Daniel Lemire's blog

, 1 min read

Have Americans reached peak scholarship?

Bryan Alexander conjectured that Americans might be reaching peak scholarship. That is, whereas we are used to science as an ever expanding industry… it could be that American scientific production has reached its maximum.

You should read Alexander’s article for the reasoning behind such a conjecture, but I was interested to check whether we could gather hard numbers related to this conjecture. So I went to the SRI index to see how many papers per year various countries publish.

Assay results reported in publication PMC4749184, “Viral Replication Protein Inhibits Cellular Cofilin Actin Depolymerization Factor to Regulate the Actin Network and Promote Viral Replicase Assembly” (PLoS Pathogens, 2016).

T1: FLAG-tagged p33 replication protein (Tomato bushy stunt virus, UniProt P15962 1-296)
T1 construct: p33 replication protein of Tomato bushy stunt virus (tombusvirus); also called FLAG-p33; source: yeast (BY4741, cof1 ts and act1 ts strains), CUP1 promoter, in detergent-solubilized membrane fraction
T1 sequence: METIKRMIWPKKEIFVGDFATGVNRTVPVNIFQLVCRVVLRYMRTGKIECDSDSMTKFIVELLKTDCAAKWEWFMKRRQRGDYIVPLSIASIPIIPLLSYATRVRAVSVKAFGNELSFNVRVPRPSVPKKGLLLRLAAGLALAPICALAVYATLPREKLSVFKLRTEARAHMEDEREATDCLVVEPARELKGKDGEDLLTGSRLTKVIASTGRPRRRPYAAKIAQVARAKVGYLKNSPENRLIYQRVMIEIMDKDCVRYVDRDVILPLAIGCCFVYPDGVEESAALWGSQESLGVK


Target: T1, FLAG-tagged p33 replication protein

I do not trust the numbers for 2012, which show a decline of the number of American publications. However, the plot clearly shows Western Europe distancing the US, and Asia passing everyone, with a very sustained slope.

Maybe it is fairer to compare the US with similar countries like Canada and Australia. When we do so, we see that whereas the number of publications in the US grew by 50% in the last 16 years, it doubled in Canada and almost tripled in Australia.

It is not just the growth that is slow in the US. The per capita numbers are low as well. The US has 9 times the population of Canada, but it only publishes 6 times the number of papers!

    USA   Canada   Australia 
1996 322,840 40,421 22,720
2012 493,337 79,017 62,200
2012/1996 1.5 2.0 2.7

Of course, it is only one data source, but it supports the theory that Americans might have reached a scholarship plateau.